The Committee’s report states that thresholds for care proceedings are not set too low but too high:
'… there is a growing body of evidence to suggest that thresholds need to be lower. Witnesses from the courts found little or no evidence of inappropriate removal of children and many instances where earlier removal would have been appropriate…. This is backed by academic research: Professor Ward noted that "there is substantial evidence that many children remain for too long with or are returned to abusive and neglectful families with insufficient support".' [Paragraph 205]
In support of this the report cites research by Professor Elaine Farmer at the Centre for Family Policy and Child Welfare at Bristol University. This found that in almost half the cases where children returned home from care, particularly over the age of 10, they were neglected or abused during the return .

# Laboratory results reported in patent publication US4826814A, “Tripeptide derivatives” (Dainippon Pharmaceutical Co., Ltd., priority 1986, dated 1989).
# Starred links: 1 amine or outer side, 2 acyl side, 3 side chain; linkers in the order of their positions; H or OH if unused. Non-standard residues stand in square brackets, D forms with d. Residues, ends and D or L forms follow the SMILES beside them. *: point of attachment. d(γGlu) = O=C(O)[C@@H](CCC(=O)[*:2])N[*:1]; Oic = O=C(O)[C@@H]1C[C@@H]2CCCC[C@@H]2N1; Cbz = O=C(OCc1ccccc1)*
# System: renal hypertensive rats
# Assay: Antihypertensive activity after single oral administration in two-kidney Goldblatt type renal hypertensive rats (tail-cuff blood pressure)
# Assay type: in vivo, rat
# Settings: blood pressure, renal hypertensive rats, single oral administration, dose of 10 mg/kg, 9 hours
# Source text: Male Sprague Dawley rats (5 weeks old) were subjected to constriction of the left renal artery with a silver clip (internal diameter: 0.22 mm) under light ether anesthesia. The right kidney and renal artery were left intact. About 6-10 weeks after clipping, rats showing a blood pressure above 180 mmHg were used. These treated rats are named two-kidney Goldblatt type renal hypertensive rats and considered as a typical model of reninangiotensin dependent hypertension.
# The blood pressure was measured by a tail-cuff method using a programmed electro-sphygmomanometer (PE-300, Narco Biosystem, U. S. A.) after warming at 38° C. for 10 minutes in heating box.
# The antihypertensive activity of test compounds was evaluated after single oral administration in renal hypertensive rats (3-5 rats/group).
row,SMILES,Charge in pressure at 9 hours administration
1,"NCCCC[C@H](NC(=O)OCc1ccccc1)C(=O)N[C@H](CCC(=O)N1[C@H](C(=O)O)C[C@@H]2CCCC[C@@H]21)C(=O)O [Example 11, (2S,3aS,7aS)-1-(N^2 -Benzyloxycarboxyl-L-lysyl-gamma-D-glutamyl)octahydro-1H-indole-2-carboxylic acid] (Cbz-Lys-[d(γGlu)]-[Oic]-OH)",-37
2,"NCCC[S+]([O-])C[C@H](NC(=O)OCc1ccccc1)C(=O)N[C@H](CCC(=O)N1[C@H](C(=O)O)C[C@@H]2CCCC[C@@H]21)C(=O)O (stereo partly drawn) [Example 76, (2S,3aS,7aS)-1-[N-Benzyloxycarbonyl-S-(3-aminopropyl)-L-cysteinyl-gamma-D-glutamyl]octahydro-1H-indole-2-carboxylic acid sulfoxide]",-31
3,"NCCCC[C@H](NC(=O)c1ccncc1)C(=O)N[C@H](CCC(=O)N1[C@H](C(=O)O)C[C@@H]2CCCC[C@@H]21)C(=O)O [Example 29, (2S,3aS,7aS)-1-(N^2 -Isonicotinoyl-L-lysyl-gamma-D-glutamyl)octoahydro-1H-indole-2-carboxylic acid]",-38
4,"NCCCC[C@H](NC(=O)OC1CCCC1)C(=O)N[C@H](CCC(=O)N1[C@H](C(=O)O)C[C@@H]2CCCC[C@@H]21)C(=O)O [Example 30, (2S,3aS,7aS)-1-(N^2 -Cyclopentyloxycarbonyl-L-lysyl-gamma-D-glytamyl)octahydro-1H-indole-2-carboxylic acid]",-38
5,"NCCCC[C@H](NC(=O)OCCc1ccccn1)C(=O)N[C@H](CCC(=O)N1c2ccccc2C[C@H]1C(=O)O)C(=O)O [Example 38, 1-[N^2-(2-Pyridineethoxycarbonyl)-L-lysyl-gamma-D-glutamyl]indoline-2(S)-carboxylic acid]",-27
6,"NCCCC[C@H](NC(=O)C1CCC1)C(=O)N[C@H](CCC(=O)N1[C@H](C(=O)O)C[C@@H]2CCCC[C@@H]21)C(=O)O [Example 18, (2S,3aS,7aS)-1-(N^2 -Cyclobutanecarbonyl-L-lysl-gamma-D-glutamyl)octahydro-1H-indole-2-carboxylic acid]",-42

These observations are, of course, a welcome counterblast to the likes of Christopher Booker (see http://chrismillsblog.blogspot.co.uk/2012/10/at-it-again.html ) who implausibly argue that social workers and the courts are trigger happy.
But much more analysis is required of cases where the decision-making process fails a child in this way. My own sense is that babies and very young children are particularly prone to be left in neglectful and abusive situations, in which huge amounts of long-term damage occur, while professionals give a new mum and dad a second, third and fourth chance to get their act together. The long-term consequences of emotional neglect alone can be momentous (see http://www.childwelfare.gov/pubs/issue_briefs/brain_development/).
Very careful thought needs to go into making it easier to intervene earlier when there may be an absence of tangible evidence of the current impact of maltreatment, but where there is a justifiable prognosis of the likelihood of significant harm in the medium-to-long-term.
 Farmer, E R G (2009). "Reunification with birth families", in Schofield, G and Simmonds, J (Eds.) The child placement handbook. London, BAAF.